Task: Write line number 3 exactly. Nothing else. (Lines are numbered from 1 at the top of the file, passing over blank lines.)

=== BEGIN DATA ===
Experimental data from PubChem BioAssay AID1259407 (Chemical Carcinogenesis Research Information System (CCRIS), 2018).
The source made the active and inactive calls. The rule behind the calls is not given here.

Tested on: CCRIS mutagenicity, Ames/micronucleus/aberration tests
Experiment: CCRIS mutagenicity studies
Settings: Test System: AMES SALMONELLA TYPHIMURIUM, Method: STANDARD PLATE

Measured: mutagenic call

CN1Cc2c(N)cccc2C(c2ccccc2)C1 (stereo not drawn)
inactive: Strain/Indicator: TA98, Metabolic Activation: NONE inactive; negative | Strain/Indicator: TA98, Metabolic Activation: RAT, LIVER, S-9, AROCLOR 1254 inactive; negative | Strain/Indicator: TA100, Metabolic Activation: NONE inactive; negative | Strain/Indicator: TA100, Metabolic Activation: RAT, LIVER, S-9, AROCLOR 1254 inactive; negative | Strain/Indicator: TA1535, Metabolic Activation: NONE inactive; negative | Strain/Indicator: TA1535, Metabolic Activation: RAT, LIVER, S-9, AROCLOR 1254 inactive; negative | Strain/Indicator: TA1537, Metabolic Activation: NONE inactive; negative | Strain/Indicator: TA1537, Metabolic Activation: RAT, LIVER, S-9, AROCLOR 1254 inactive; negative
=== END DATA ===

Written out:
Tested on: CCRIS mutagenicity, Ames/micronucleus/aberration tests